Students work to relocate Carbondale osprey nest
A not-so-uncommon problem that perched itself on top of an Xcel Energy transformer tower in Carbondale has turned into a learning and team-building project for biology students at Colorado Rocky Mountain School.
In the spring, what wildlife experts believe to be a juvenile pair of ospreys attempted to build a nest on top of the tower that’s connected to the power substation next to the park-and-ride lot along Colorado 133.
Although it’s not believed the raptors tried to have young this season, there’s a good chance they’ll return next spring with that very intent, explained Kayo Ogilby, a science teacher at the private college preparatory school located just outside Carbondale.
The nesting site is hazardous for several reasons, not only endangering the birds but creating the risk for power outages.
“Locals have also seen the nest blow off that tower at least twice, because there’s nothing but a bolt on top and no anchor,” Ogilby said.
So, working with Xcel, U.S. Forest Service hydrologist and engineer Steve Hunter, Colorado Parks and Wildlife officials and the local Audubon Society, Ogilby is having his freshman biology students take on the task of coming up with a solution.
Students have been busy this fall doing research on ospreys, learning about their habits and risks to their survival, and then identifying sites on the campus to locate two nesting poles.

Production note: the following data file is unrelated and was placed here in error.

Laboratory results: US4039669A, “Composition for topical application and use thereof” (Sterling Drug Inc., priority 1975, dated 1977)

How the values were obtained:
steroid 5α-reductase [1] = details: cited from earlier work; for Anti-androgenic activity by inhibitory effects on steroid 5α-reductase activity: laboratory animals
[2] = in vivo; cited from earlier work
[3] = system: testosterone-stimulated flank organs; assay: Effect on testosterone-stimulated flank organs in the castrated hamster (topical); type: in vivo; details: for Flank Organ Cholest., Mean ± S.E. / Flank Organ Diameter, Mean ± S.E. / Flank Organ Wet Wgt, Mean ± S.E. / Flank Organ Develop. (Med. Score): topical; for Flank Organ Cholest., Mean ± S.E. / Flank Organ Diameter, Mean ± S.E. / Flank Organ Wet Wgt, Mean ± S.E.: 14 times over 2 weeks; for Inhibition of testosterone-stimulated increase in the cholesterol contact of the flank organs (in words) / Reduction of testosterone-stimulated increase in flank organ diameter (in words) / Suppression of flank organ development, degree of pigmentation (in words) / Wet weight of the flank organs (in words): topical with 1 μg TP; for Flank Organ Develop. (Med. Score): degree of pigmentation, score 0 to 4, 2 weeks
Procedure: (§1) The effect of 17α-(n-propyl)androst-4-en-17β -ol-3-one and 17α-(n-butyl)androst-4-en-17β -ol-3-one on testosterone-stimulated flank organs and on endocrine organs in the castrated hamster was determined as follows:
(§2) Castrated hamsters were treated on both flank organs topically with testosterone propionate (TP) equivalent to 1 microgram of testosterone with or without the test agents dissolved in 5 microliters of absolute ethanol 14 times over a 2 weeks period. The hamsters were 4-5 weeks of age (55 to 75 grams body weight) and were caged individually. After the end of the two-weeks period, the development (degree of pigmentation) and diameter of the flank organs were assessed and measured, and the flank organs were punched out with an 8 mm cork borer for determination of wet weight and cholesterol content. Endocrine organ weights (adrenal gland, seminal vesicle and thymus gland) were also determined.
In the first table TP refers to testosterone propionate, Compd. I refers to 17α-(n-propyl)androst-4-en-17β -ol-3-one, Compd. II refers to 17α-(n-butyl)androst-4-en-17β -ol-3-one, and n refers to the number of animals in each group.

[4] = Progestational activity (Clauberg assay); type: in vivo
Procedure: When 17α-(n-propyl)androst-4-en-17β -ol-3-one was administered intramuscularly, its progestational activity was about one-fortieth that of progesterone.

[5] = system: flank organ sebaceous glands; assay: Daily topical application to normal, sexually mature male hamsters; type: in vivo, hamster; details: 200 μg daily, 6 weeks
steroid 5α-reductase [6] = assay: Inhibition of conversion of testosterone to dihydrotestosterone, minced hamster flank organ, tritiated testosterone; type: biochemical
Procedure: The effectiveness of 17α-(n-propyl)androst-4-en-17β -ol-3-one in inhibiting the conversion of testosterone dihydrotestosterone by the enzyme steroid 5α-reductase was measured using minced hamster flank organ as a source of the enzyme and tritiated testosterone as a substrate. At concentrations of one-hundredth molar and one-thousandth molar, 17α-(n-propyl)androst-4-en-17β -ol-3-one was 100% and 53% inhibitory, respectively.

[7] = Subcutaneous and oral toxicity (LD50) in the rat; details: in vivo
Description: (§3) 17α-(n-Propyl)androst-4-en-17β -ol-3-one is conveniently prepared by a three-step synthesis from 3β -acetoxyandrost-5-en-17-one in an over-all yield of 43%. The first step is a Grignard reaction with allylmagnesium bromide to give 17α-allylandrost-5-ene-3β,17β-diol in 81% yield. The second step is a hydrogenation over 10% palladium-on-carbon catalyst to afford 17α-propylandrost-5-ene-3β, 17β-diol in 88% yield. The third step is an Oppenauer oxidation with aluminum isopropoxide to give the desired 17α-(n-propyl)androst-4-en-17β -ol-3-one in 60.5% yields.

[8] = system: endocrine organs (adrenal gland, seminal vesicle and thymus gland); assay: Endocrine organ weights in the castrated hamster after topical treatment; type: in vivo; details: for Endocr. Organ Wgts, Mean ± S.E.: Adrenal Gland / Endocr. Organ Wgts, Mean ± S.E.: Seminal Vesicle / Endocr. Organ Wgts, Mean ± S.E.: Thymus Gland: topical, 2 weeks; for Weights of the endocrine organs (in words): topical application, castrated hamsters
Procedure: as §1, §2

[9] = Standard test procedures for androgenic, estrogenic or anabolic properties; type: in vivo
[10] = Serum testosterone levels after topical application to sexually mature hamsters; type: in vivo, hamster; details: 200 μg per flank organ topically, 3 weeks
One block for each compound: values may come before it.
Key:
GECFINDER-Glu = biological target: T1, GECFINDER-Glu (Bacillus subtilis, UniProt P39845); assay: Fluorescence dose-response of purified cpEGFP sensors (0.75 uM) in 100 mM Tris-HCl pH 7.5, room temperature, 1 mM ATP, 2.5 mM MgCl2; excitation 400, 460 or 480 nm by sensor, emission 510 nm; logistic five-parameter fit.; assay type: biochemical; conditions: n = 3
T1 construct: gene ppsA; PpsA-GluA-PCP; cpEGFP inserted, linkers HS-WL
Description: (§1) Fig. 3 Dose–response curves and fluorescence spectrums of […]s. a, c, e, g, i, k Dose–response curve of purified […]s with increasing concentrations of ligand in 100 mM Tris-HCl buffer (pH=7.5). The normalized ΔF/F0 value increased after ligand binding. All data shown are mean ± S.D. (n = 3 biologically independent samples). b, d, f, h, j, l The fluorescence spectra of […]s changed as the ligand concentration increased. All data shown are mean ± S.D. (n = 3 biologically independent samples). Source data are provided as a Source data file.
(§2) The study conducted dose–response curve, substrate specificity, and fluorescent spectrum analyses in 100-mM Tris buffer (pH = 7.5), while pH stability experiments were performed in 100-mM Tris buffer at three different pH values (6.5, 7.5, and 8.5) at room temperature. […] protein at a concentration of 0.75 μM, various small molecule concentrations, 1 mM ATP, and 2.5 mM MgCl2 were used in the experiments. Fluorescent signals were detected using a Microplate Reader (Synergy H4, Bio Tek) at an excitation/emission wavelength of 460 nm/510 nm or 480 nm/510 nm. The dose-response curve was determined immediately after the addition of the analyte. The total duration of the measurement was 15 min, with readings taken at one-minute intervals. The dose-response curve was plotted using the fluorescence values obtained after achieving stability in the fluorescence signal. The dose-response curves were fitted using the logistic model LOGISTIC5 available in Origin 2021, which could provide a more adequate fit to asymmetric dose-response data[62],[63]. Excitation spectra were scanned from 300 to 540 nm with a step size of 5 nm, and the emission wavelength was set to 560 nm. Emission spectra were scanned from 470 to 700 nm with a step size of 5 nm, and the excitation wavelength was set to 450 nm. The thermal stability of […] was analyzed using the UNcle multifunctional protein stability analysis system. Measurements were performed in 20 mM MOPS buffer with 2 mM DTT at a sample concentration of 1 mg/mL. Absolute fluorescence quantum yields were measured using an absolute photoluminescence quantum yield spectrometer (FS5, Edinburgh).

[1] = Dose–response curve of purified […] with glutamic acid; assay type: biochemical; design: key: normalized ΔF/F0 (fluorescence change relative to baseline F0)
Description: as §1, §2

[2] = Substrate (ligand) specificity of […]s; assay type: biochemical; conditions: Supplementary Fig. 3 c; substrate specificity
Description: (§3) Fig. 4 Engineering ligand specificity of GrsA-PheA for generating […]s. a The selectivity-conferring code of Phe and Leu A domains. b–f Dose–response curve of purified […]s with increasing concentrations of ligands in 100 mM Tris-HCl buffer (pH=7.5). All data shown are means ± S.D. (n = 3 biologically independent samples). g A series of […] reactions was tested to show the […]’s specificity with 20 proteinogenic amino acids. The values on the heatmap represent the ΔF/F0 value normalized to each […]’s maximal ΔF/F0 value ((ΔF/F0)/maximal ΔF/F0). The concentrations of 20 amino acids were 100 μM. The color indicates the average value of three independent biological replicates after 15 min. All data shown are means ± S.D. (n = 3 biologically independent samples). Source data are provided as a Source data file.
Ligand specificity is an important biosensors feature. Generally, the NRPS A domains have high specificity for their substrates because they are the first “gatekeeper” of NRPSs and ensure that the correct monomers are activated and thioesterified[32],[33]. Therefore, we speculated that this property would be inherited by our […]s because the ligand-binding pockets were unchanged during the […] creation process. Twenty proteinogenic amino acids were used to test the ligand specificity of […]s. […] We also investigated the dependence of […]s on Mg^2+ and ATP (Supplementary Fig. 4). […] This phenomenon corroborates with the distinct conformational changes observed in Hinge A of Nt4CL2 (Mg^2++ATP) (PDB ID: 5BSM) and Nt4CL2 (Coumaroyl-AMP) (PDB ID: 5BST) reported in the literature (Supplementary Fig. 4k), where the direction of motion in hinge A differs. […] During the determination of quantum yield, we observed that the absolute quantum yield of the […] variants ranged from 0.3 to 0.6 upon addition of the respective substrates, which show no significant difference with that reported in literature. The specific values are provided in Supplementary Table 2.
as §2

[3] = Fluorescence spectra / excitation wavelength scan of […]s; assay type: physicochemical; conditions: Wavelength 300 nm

The students are also documenting their efforts along the way through photography, cinematography, podcasts, creation of a coffee table book, keeping a web log and by writing a newspaper article that the students hope to have printed.
Xcel has agreed to pay for and install the nesting poles at two campus locations, one within proximity of the power pole and the other near the Crystal River. Students are building the nesting platforms to mount on top of the poles.
“For several years, we have been using a problem-based approach to learning, where we find a genuine problem and a take a project-based approach to solving it,” Ogilby said.
“As part of that, students do research and learn about osprey biology and the ecology that goes along with that,” he said.
Following their passions
Students also learn problem-solving, how to get over hurdles, how to do research, how to get information from experts, and how to communicate with each other to make sure each aspect of the project is on track, Ogilby said.
The multimedia aspect of the project also allows the students to follow their own passions around the same topic.
“The thing that really appeals to me about project-based learning is taking initiative and being able to stay on task, and to be the owner of your process,” he said.
Student Sophia Ulrych is in charge of photography for the project.
“I find it very interesting that we have a problem like this right here in Carbondale … and I’m really enjoying being a part of that process to get it solved,” she said. “I want to be able to tell a story with these photos, and show people what the project entails.”